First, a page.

California Department of Fish and Wildlife

Health Advisories for California Finfish, Shellfish and Crustaceans

potentially toxic species

The California Department of Public Health (CDPH) coordinates a routine monitoring program along the California coast to sample mussels and other shellfish like clams and scallops for the presence of Paralytic Shellfish Poisoning (PSP) and domoic acid toxins. Commercial shellfish harvesters are also required to provide weekly shellfish samples to CDPH for PSP toxin assay and domoic acid analysis. If toxin levels are high enough, warnings and quarantines are issued to protect the recreational fishing public and shellfish consumers.

CDPH also has a coastwide, monthly seawater monitoring program which detects the naturally occurring, microscopic algae that produce PSP and domoic acid toxins. When toxin levels begin increasing, CDPH may expand its mussel sampling effort to include other seafood species. If toxin levels increase quickly beyond the federal alert level for either toxin, then CDPH may immediately issue a health advisory for all potentially impacted seafood species in the affected region.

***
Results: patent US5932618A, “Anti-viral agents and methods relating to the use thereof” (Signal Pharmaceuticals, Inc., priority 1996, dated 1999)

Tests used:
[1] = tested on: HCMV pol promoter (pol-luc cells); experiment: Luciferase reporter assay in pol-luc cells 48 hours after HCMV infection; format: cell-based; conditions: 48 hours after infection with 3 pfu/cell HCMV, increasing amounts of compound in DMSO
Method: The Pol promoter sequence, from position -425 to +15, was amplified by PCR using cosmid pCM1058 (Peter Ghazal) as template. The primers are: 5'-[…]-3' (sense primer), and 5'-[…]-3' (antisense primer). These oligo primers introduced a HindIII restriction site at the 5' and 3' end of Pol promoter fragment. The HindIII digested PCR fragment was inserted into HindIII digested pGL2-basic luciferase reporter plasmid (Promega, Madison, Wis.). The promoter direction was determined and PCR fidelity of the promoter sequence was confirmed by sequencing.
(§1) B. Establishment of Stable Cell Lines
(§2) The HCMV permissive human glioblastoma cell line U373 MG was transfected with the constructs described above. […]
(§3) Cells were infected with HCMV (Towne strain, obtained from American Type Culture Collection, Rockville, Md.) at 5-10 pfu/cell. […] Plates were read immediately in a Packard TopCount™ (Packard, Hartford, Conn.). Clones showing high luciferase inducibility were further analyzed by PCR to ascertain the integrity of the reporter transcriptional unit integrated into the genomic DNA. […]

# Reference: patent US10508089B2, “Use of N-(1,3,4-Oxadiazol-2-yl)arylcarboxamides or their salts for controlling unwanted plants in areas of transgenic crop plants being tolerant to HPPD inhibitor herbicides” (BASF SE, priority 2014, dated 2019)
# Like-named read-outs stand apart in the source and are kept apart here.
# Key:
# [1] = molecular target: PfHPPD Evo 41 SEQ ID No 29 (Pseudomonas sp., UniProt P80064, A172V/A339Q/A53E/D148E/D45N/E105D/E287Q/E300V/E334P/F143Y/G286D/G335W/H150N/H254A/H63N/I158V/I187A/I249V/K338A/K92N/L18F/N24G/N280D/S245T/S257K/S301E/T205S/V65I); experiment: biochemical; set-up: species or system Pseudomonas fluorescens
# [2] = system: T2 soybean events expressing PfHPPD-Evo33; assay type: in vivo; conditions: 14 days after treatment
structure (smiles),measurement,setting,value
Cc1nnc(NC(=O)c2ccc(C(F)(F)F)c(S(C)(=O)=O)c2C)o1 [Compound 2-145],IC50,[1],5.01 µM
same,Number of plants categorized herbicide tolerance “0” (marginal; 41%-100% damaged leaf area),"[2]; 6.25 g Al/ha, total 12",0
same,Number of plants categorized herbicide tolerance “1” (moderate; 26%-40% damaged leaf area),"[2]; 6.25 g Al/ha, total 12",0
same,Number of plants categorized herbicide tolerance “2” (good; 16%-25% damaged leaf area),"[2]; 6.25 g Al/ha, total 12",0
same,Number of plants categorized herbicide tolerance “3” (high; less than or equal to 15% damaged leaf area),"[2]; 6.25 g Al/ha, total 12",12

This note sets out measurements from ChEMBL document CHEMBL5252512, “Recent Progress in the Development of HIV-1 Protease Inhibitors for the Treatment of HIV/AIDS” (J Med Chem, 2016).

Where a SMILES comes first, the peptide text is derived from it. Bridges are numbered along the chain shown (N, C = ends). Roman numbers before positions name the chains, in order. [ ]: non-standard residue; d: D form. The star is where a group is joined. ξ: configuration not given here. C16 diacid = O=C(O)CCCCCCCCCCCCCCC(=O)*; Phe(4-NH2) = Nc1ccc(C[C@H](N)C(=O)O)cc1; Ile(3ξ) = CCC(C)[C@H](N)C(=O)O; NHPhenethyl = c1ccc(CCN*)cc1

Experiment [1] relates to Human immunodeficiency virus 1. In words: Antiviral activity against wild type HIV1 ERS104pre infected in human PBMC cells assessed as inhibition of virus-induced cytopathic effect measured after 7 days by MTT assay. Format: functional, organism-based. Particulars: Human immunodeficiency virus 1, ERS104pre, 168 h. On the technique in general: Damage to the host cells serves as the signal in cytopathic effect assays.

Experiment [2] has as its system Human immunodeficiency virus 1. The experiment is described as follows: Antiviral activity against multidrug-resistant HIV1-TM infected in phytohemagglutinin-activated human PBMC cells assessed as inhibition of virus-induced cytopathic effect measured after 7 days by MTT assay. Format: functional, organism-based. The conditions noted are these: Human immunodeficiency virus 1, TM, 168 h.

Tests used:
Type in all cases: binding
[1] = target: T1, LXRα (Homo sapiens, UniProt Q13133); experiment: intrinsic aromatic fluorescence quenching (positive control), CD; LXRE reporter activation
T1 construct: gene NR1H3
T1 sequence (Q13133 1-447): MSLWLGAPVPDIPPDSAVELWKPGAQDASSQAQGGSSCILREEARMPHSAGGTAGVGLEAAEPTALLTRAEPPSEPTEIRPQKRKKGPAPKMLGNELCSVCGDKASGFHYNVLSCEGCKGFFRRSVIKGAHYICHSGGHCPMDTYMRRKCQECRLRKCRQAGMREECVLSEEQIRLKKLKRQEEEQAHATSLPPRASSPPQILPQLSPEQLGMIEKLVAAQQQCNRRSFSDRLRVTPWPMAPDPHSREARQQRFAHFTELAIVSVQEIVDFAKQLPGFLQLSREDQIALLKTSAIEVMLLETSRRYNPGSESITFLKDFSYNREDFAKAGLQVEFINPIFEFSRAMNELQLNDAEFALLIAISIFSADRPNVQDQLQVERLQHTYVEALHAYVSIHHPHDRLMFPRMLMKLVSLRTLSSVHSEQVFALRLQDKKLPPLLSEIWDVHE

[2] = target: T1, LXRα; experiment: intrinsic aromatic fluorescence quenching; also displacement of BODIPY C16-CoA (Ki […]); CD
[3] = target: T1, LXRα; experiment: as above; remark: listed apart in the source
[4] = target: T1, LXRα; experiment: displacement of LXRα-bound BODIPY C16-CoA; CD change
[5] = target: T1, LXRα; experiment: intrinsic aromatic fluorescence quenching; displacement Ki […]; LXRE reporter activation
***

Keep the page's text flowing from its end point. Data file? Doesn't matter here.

This web page was established as a source of information for fishermen and the fishing industry. When circumstances arise, CDPH warnings, quarantine information, and health advisories about consuming California's ocean finfish, shellfish and crustaceans will be posted here.

The Office of Environmental Health Hazard Assessment (OEHHA) also issues consumption advisories based on the amount of mercury or other chemical toxins found in finfish, shellfish and crustaceans. Safe eating guidelines to help you to reduce your exposure to chemicals in sport fish —- fish that you and your family or friends catch -- are also available from OEHHA.

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